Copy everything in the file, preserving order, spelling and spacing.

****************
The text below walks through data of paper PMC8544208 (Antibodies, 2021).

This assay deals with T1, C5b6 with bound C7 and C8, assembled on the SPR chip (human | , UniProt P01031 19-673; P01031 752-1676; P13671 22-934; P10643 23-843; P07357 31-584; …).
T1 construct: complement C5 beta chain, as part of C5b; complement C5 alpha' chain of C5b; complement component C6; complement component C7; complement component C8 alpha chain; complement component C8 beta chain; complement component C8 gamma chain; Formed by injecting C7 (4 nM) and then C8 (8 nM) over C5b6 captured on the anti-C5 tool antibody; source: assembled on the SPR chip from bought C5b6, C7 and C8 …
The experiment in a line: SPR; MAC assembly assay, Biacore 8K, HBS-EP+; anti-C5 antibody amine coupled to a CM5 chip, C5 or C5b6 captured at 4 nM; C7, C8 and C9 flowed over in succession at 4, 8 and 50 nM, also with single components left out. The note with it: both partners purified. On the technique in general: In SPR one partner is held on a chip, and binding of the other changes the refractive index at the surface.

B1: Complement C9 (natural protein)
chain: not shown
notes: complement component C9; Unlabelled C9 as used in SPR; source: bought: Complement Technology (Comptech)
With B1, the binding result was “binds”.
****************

The text below walks through data of paper PMC8544208 (Antibodies, 2021).

This assay deals with T1, C5b6 with bound C7 and C8, assembled on the SPR chip (human | , UniProt P01031 19-673; P01031 752-1676; P13671 22-934; P10643 23-843; P07357 31-584; …).
T1 construct: complement C5 beta chain, as part of C5b; complement C5 alpha' chain of C5b; complement component C6; complement component C7; complement component C8 alpha chain; complement component C8 beta chain; complement component C8 gamma chain; Formed by injecting C7 (4 nM) and then C8 (8 nM) over C5b6 captured on the anti-C5 tool antibody; source: assembled on the SPR chip from bought C5b6, C7 and C8 …
The experiment in a line: SPR; MAC assembly assay, Biacore 8K, HBS-EP+; anti-C5 antibody amine coupled to a CM5 chip, C5 or C5b6 captured at 4 nM; C7, C8 and C9 flowed over in succession at 4, 8 and 50 nM, also with single components left out. The note with it: both partners purified. On the technique in general: In SPR one partner is held on a chip, and binding of the other changes the refractive index at the surface.

B1: Complement C9 (natural protein)
chain: not shown
notes: complement component C9; Unlabelled C9 as used in SPR; source: bought: Complement Technology (Comptech)
With B1, the binding result was “binds”.